If you were asked to define acute stress, would you know what to answer? If not, you are among the many people that are not certain of the term's meaning.
What is Acute Stress?
Acute stress is your body's reaction to a threat that it perceives as immediate whether the threat is real or imagined. The perception of the threat, rather than the threat itself, triggers an automatic reaction in your body known as the fight or flight response.
An episode of acute stress comes on very quickly and intensely. It only lasts a short time and then the stress dissipates as your body relaxes from the effects of the changes that took place as a result of the fight or flight response.
The Fight or Flight Response
The fight or flight response causes physical and physiological changes to take place in your body. The changes that occur are getting your body to either fight the perceived threat or flee from it. This automatic reaction is a primitive built in response to dangerous situations that is a protective safety mechanism and is known by the following names:
- Hyper arousal
- Acute stress response
- Stress response
- Fight, flight or freeze response
- Fright, fight or flight response
The fight or flight response is easier to understand if you put yourself in the situation of a caveman facing a perceived danger of being attacked by a wild animal. Your body automatically readies you to fight the animal or run away from it. Although today's stressful situations do not include encounters with wild animals, the fight or flight response is automatic when a stressful situation occurs.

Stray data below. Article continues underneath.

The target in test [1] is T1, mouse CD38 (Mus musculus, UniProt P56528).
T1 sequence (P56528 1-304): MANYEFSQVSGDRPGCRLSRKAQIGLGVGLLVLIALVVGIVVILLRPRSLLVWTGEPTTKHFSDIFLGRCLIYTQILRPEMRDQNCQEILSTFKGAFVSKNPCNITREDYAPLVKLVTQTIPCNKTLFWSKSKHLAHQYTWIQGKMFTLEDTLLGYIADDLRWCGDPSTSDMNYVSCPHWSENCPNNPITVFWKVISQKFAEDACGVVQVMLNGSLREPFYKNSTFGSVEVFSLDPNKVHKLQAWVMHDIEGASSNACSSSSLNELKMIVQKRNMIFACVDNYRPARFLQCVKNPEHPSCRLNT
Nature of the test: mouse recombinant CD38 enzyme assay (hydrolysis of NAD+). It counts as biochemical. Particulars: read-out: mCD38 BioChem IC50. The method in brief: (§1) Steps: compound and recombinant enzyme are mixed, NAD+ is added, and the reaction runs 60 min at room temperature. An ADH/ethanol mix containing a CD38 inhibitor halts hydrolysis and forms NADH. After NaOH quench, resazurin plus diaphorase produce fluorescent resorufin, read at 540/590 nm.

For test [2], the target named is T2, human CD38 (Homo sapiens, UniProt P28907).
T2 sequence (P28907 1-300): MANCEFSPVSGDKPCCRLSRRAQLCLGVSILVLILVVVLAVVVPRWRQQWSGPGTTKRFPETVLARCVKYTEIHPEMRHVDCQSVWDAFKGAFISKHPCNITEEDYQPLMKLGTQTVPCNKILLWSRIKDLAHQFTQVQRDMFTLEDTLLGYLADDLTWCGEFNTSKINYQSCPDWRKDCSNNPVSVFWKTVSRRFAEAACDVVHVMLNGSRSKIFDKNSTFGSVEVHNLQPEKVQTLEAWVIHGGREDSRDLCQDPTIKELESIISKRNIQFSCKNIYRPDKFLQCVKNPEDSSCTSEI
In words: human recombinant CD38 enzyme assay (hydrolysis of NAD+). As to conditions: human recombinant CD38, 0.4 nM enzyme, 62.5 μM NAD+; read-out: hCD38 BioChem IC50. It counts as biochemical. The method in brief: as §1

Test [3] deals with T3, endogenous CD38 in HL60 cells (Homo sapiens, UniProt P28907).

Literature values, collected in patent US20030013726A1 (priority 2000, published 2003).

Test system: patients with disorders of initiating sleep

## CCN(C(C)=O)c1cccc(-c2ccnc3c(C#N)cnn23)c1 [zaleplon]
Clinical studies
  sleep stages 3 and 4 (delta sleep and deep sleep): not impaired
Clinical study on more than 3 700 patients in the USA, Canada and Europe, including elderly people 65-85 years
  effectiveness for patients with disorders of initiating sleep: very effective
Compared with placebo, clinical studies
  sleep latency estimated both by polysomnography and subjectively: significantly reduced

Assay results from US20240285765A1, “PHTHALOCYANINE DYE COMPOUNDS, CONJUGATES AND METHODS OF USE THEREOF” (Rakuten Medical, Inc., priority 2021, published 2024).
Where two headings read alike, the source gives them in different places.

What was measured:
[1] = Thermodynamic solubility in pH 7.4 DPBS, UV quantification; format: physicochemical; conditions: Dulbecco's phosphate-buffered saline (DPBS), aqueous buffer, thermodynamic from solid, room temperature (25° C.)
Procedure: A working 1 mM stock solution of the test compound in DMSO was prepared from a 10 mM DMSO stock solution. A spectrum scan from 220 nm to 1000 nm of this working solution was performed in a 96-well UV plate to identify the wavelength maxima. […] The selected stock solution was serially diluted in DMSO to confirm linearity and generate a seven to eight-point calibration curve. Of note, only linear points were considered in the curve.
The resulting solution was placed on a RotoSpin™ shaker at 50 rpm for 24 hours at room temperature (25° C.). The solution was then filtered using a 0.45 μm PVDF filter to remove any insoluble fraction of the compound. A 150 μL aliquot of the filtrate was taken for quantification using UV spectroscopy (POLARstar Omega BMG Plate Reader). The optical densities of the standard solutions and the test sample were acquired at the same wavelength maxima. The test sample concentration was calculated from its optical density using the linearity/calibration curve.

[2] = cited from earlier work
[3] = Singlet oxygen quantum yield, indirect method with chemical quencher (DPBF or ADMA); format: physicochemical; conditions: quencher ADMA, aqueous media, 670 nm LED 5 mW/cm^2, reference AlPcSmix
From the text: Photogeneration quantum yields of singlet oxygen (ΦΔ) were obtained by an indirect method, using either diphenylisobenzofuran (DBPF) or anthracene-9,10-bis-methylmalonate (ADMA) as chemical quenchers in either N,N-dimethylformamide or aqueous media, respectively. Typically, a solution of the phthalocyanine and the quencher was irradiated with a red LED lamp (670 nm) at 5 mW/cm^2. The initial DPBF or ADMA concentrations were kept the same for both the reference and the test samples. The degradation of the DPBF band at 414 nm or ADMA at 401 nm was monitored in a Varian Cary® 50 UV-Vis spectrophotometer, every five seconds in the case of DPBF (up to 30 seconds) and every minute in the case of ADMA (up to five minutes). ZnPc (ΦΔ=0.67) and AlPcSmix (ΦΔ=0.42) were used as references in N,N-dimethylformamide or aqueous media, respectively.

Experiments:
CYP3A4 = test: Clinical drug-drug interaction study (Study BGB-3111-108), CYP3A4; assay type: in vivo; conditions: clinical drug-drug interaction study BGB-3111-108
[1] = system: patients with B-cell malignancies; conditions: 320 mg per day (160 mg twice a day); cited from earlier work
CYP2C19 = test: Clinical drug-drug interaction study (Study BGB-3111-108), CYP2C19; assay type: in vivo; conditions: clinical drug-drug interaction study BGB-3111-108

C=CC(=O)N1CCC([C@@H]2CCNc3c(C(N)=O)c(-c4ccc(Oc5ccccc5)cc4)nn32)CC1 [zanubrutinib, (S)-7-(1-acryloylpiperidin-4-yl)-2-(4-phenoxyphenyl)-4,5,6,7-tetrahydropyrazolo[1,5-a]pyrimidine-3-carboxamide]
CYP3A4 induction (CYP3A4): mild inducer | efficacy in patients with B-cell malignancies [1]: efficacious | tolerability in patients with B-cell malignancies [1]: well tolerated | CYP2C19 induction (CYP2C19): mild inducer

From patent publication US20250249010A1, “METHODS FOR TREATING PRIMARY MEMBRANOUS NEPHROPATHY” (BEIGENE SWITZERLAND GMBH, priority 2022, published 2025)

The following physical and physiological changes take place in your body when the fight or flight response is activated:
- Respiratory rate increases taking in more air to supply the body with more oxygen
- Heart rate increases pumping more oxygen rich blood throughout the body
- Blood pressure goes up to carry the blood throughout the body more efficiently
- The blood supply is shunted away from non-vital organs and sent to the heart, brain, lungs and limbs
- Extra stores of glycerin in the liver breakdown supplying the body with glucose
- Chemicals including cortisol, noradrenaline and adrenaline are released into the bloodstream
- Skin becomes cold and clammy
- Vision becomes sharper
- Pain perception diminishes
The fight or flight response is also activated in cases of chronic stress. The difference is that the body remains in the heightened state of arousal for long periods of time without getting a chance to relax. Chronic stress is ongoing and builds over time eventually causing damage to all of the organs and systems of the body. Examples of chronic stressors include:
- Living in a dysfunctional family
- Living with a chronic illness
- Constantly worrying about paying bills
- Taking care of aging parents
- Constantly dealing with work stress and job pressure
- Dealing with things such as traffic jams and rush-hour traffic on a daily basis
- Living near a place such as an airport or train terminal that constantly produces loud noise
The Difference Between Acute Stress and Chronic Stress
The main difference between acute stress and chronic stress is the length of time your body is in the state of arousal. In cases of acute stress, your body's reaction to a perceived danger is quickly activated and dissipated. In cases of chronic stress, the stress reaction typically builds slowly over time until it is fully activated and remains on high alert for long periods of time eventually causing mental, physical and emotional damage.
How Do You Define Acute Stress?
If you are ever asked to define acute stress, you now know how to answer. Acute stress is defined as the activation of the fight or flight response that is activated quickly, lasts for a short period of time and dissipates.